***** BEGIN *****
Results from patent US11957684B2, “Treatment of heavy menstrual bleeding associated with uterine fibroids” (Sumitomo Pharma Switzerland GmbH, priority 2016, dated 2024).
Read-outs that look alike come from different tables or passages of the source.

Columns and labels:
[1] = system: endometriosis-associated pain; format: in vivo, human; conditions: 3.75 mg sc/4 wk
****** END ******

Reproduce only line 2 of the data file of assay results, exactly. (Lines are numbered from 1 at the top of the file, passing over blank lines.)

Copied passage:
Read-outs that look alike come from different tables or passages of the source.